When Do I Need a Healthcare Attorney?

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Responding to an Investigation by the Virginia Department of Health Professions

Scene: You’re a clinician. You are opening your mail one day, and there is a letter from the Virginia Department of Health Professions (DHP), Board of [Medicine, Nursing, Social Work, etc.]. The letter states that they have received a complaint about your professional practices. DHP is investigating this complaint and is asking you to respond to the allegations.

What do you do next?

If you are like most people, you’re thinking goes something like this: The Board is simply asking you some questions and, most likely, asking that you provide copies of some documentation. Plus, you are confident you did nothing wrong. You may not even recall much about the situation in question. Of course, a Board complaint is a big deal, but this part seems harmless/easy enough. You just respond and tell them what happened, right? Besides, no one likes having to deal with lawyers.[1]


The thought process above is an extremely common one and quite understandable, especially given that the recipients of these letters are educated clinicians. An additional driving factor is the innate belief: I didn’t do anything wrong. All I have to do is explain that, and everything will be fine. Even in situations where a licensee may, in fact, be aware that he/she made a mistake, there is often that inner voice saying, “Everyone makes mistakes. The important thing is that no one was hurt. The Board must understand that no one is perfect. Most of them are clinicians. You can’t tell me none of them have ever made a mistake.”

The reality, however, is this: (1) An effective response is not as straightforward as it may seem; and (2) this response is your earliest official opportunity to nip the matter in the bud, and it may be your best chance of doing so.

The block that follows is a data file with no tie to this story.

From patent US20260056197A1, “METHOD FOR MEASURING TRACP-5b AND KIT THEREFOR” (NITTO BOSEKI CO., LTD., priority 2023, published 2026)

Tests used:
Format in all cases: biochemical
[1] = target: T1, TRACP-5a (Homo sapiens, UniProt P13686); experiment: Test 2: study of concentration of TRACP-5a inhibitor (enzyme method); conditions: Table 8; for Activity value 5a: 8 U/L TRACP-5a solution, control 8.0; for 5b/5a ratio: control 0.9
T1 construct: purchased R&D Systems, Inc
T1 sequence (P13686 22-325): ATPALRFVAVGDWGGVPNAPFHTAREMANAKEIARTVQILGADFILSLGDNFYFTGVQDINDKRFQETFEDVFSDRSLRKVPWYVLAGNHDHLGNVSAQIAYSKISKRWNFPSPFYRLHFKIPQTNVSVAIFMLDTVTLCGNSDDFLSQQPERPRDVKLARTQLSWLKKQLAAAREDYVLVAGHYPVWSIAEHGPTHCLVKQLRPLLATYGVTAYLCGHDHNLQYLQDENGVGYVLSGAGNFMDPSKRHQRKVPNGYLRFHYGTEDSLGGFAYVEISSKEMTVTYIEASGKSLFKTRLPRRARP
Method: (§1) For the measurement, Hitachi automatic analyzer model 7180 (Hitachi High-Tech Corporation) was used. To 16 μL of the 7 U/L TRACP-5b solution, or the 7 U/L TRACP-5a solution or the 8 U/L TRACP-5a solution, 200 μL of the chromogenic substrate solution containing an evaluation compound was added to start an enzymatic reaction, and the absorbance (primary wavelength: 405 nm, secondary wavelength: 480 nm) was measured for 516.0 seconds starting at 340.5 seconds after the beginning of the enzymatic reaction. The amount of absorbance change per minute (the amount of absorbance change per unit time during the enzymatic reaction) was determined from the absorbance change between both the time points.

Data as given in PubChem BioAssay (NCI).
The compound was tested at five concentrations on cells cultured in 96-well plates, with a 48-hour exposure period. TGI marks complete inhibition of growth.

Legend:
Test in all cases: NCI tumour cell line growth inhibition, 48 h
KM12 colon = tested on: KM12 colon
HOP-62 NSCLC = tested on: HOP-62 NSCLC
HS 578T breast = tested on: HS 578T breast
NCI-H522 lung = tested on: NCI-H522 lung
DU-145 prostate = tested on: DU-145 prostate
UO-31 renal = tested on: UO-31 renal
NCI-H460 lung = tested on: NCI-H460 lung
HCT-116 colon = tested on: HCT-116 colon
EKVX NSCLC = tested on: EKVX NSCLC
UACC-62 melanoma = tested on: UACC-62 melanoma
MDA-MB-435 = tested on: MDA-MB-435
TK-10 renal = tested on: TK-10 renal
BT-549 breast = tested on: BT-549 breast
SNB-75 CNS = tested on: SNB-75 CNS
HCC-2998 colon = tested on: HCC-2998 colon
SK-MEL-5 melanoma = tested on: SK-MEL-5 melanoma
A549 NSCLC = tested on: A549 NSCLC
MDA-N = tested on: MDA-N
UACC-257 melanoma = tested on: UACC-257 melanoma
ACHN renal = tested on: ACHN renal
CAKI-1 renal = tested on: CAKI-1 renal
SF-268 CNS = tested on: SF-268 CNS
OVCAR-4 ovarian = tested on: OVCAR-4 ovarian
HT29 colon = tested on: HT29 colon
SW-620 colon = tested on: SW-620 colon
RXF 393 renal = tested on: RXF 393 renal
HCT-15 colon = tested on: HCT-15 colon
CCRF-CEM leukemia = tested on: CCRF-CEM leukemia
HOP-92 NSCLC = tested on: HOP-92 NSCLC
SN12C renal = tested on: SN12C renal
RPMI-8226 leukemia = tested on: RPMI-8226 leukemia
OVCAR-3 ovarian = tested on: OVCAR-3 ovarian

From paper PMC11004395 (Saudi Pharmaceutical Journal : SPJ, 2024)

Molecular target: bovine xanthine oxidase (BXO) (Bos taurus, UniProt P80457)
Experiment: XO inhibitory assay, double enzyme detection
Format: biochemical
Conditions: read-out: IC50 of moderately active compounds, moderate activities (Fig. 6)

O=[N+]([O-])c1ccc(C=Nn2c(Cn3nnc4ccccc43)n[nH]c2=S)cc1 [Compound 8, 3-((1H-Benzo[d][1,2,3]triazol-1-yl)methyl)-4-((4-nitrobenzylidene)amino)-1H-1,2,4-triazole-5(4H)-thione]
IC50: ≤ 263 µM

Hiring a healthcare attorney to assist in the preparation of your response to a complaint investigation by DHP can improve your chances of resolving the complaint at the investigation stage, incidentally saving you money in the long run. Even if the allegations are not fully resolved and the matter is not concluded following the investigation, the written response can serve to resolve certain issues and remove them from further consideration. This, too, can be a significant benefit, particularly considering the stress of appearing before representatives of the Board to address any remaining issues.

There are also a number of reasons why it is particularly important to engage an experienced healthcare attorney. For one thing, we know the lingo. Healthcare lawyers speak the language of healthcare every day. You will not need to spend time and money explaining to a healthcare attorney what the medical records mean. Another important distinction is that Board responses and proceedings tend to be quite different from traditional courtroom pleadings and trials. Even aspects that may appear similar on the surface can call for different approaches and techniques that can make for a more (or less) effective approach when dealing with the Boards.

Keep in mind, hiring an attorney to assist you in crafting a response to a Board investigation cannot guarantee a positive outcome. However, doing so can improve your chances of resolving the matter more expeditiously and effectively than attempting to go it alone.

We hope you don’t, but should you ever find yourself in the scene described at the outset of this post, please contact Nixon Law Group for assistance.


[1] Unless, of course, you ask a Nixon Law Group client

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